Q. What is the worst part of your job?
A. It is high stress meeting the deadlines.
Q. What is one of your perks of having your job?
A. I love having the opportunity to work (with) talented women from across the country that I otherwise probably wouldn’t get to know.
Q. What is something that makes you look forward to this job?
A. I love getting the feedback from our readers when we complete a new issue and they love it as much as we do.
Q. Do you have a life outside of the office?
A. I do! I spend a lot of time working on the ranch, riding my horses and enjoying my time outside of the office.
Q. What advice do you have for students who want to have a similar job?
A. For those interested in really working in the industry I would recommend not taking the road I have! There has been a steep learning curve in starting a publication with no industry background. It’s been a learning experience and a ton of fun, but we are all working on this as a side project and it’s not our full-time career.
Q. What is the most interesting thing that has happened to you because of your job?
A. I had the opportunity to attend the Dallas Market this spring along with another member of the editorial team. It was special to get a sneak peek at all the newest Western fashion before it ever hit the stores.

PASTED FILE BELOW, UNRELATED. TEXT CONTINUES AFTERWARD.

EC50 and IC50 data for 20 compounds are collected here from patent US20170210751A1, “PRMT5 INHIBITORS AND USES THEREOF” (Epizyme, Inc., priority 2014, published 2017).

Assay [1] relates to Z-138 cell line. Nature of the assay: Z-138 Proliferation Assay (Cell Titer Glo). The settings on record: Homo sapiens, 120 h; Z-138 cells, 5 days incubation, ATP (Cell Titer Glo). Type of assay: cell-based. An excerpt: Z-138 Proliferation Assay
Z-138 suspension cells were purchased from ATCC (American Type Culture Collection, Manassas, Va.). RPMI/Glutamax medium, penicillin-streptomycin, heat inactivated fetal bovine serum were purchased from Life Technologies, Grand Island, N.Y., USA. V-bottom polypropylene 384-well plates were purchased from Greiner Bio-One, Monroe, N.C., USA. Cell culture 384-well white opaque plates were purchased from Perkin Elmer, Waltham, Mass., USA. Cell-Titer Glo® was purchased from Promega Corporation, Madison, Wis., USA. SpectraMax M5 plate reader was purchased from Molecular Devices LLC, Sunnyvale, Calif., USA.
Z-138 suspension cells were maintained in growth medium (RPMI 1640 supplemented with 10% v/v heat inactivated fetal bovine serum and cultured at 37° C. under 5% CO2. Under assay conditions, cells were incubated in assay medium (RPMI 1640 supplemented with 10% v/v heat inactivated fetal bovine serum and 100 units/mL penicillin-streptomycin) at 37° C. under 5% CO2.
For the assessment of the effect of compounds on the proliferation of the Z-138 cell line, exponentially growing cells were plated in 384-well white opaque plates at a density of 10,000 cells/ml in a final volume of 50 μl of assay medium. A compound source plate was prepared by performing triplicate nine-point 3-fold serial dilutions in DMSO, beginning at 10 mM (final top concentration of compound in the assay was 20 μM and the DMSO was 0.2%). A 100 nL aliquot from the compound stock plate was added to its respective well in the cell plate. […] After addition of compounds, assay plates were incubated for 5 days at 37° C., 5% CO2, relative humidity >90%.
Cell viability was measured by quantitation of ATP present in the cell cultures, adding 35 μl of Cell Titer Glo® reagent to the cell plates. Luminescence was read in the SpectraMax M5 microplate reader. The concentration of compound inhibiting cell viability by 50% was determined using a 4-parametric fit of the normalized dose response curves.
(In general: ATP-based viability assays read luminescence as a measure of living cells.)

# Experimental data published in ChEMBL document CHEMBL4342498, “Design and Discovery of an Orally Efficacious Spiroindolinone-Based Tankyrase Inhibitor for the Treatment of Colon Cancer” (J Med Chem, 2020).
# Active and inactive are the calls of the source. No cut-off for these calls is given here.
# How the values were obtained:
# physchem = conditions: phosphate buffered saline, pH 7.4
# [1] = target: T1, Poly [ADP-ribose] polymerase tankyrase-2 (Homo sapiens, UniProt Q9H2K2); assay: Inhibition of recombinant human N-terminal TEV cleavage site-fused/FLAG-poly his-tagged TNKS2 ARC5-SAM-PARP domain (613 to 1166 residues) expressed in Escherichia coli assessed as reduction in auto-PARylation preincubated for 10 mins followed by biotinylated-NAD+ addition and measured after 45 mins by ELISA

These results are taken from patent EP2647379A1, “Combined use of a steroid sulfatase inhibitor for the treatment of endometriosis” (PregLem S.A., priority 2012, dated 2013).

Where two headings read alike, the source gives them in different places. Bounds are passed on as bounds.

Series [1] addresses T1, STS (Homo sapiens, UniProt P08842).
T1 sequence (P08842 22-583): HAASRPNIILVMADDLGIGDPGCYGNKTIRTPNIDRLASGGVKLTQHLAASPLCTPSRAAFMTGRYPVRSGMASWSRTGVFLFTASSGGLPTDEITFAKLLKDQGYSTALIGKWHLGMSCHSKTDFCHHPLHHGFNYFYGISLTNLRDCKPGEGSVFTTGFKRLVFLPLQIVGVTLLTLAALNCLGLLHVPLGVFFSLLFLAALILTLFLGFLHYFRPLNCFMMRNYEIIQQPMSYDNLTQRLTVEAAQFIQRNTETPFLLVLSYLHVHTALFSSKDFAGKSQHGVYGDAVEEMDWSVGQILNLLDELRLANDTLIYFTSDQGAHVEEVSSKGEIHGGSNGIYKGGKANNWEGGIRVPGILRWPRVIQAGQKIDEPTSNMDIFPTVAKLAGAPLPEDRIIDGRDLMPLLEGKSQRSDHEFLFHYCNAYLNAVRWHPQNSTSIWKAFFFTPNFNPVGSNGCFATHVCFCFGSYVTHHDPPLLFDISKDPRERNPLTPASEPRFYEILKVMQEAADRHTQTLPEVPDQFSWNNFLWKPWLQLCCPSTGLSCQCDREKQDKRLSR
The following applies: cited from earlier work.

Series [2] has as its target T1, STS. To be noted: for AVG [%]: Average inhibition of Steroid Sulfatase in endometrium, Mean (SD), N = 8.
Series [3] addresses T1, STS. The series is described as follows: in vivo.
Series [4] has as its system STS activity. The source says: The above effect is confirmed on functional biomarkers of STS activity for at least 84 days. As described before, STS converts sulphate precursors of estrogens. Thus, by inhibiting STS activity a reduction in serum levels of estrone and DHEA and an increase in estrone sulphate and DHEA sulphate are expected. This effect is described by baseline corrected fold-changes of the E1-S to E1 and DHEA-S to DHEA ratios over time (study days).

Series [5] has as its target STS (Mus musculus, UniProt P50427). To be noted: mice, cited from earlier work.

Q. What is the most enjoyable part of editing for you?
A. The most enjoyable part of editing would have to be having the opportunity to feel like I am meeting new friends through their articles and columns.
Q. How do you feel about the current trend of going away from print production and more Web-based when it comes to publications?
A.I love it! I feel like print publications will always be viable because reading a magazine is an experience. I love the feel of glossy pages and being able to pull out articles and photos and put them up to inspire me. At the same time, having the opportunity to deepen the relationship we have with our readers makes online engagement essential. We can share more, get feedback and truly focus on our mission to foster a sisterhood of cowgirl spirit and dirt road souls.
Q. Who is your idol and why?
A. I had an amazing mentor while working at the New Mexico State Fair. She had handled the marketing and sponsorship for the Albuquerque International Balloon Fiesta for many, many years. She was so confident and sure of herself, and with good reason. She was a wealth of knowledge and I learned a lot from her!
A quick note about Dirt Road Daughters Magazine: DRDM is a magazine that is a side project developed and coordinated by a group of women with a common interest in the western/rural lifestyle and building a community around that sisterhood. None of the writers or editorial team are paid for their work. All revenue generated from advertising or subscription goes into printing and promotion of the publication.